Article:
Question about DECtape formulation

Gary Oliver go at
Mon Jan 24 11:56:09 CST 2022

On 1/24/22 7:30 AM, Paul Koning via cctalk wrote:
>> On Jan 23, 2022, at 8:40 PM, Noel Chiappa via cctalk<cctalk at>  wrote:
>>> From: Gary Oliver
>>> I've always thought the physical tape wound on a DECtape spool was a
>>> fairly conventional 'sandwich' of mylar/oxide/mylar ...
>>> Was there some kind of 'lubricating' coat on the data side? It makes
>>> sense, but none of my DEC documents or Googling has any mention of
>>> lubrication ...
>>> If someone has some detail information on the tape construction, I'd am
>>> curious to see it.
>> Dunno if you know of this:
>> but it doesn't mention any lubrication, just a "Protective Overlay" layer,
>> over the "Coating" (which I assume is the oxide). I'm a bit surprised that
>> "some of the data side of the tape came off on the wipe", though, unless the
>> "various concentrations of isopropanol/water" dissolved the Protective
>> Overlay.
>> 	Noel
> Depending on how much the tape has been used, it's possible that the top layer has worn through.  I have known that to happen on highly used tapes, though not many got enough to wear that far.
> It also might be oxide tranferred from one tape to the head to other tapes, if the heads weren't cleaned enough.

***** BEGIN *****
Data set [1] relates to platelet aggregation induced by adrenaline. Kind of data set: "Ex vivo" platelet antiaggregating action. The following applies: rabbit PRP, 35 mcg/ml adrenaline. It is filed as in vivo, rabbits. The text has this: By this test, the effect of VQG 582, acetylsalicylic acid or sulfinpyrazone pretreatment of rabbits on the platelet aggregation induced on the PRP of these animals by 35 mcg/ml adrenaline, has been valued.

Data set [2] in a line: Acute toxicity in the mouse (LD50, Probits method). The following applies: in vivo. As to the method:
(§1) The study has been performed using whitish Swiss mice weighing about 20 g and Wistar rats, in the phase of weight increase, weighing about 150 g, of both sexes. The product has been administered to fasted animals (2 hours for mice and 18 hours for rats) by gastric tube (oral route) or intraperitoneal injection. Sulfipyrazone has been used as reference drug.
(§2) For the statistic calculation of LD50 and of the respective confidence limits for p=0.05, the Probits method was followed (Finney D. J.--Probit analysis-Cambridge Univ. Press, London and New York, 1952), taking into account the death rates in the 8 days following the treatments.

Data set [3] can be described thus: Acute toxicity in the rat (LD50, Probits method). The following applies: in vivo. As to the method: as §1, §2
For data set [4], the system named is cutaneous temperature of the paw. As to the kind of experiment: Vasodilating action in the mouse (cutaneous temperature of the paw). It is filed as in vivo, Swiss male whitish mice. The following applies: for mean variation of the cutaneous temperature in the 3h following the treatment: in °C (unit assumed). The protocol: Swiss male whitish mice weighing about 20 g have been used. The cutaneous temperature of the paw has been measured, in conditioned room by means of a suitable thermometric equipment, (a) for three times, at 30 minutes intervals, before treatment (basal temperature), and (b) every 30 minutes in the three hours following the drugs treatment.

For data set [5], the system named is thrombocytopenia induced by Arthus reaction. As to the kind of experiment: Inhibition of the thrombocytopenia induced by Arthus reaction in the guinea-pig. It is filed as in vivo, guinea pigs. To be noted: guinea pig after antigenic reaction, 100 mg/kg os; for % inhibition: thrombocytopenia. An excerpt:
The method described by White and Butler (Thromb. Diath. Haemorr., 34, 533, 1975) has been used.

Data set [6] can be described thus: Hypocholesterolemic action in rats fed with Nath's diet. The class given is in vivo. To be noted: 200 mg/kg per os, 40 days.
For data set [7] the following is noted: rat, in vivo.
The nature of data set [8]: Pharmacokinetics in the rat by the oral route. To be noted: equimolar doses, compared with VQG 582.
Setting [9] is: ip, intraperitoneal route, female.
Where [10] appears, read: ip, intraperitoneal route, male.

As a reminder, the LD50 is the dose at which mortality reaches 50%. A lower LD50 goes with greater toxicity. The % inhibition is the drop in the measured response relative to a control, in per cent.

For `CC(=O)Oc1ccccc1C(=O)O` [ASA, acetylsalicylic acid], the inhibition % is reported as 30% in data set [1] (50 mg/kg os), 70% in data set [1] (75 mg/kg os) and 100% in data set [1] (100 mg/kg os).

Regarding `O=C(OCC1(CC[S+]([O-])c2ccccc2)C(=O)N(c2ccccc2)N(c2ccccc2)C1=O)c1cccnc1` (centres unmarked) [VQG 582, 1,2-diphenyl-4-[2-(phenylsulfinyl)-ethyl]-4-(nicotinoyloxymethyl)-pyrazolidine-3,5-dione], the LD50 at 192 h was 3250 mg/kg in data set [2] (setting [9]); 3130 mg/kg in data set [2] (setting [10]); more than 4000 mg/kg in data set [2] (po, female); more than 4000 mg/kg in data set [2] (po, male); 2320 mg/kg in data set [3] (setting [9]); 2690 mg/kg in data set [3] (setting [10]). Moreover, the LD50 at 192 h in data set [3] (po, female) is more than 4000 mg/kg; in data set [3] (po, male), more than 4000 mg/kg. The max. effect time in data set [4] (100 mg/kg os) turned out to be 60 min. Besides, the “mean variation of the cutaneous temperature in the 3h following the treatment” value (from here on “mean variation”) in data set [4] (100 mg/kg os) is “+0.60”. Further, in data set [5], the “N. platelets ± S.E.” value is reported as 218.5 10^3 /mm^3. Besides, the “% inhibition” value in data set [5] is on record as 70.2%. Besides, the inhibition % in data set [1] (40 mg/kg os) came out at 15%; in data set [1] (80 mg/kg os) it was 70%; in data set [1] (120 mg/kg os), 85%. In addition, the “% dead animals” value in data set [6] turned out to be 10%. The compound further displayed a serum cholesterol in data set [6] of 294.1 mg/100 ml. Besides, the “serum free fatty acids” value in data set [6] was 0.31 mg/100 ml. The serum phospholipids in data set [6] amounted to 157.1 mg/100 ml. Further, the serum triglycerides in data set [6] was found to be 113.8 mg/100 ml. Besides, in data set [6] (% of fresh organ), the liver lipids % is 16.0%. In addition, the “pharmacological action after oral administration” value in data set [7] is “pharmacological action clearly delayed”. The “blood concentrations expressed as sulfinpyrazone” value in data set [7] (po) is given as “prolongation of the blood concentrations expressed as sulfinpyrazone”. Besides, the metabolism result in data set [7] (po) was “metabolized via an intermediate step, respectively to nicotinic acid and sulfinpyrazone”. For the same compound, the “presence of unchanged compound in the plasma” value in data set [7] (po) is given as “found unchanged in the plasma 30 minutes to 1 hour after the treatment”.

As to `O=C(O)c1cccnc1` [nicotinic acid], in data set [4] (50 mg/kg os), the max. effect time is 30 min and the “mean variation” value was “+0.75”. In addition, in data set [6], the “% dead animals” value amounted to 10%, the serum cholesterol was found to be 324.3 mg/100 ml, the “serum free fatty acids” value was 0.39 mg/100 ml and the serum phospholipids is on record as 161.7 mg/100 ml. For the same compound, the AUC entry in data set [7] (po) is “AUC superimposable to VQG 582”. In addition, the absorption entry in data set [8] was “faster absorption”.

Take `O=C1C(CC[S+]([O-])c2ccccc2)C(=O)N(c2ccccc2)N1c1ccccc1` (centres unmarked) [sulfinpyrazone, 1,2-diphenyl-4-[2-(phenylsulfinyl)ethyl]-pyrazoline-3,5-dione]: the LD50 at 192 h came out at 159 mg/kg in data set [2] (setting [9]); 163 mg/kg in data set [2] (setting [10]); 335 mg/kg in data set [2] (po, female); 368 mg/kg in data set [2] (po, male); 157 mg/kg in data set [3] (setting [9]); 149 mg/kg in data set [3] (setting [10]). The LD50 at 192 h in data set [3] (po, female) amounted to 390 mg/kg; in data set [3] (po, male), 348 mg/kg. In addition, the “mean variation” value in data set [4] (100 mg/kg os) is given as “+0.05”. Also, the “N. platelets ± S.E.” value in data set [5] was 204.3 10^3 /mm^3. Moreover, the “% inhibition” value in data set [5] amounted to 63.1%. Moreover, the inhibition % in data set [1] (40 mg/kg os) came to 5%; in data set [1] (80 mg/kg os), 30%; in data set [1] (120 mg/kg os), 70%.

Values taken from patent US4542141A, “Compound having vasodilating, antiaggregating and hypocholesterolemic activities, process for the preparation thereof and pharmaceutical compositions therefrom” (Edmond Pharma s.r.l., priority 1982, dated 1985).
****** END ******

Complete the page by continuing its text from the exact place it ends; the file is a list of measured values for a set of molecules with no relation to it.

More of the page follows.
> 	paul
I also have tried the alcohol wiping on a piece from a 'fresh' tape 
(never used - still with tape seal) and the results were the same.

The procedure was to slightly dampen a piece of lint-less paper towel 
(e.g. kimwipe) with the alcohol solution and wipe with minimal force 
over a small portion of the 'data' side of the tape.  (I used 25%, 50% 
and full strength alcohol and all were identical except for time 
required to remove the layer.)  Removing the dark brown/grey 'coating', 
allows the brown oxide to show. After this step, the top and bottom of 
the tape looked identical (a medium color iron oxide.)  This 'exposed' 
oxide did not seem to be any easier to scrap off using a sharp exacto 
knife (no oxide residue when scraping, but clearly left scrape marks on 
the tape) suggesting there is still a robust protecting layer left on 
the tape.

Also, after removal of the layer with alcohol, there was no apparent 
thickness change.  I haven't used a micrometer yet to verify, but the 
'fingernail' test doesn't indicate any thickness layer boundary between 
the 'cleaned' and 'uncleaned'  portions.

Paul - thanks for the bitsavers reference.  I thought I had copied all 
of the DEC documents relating to DECtape, but clearly missed that one.


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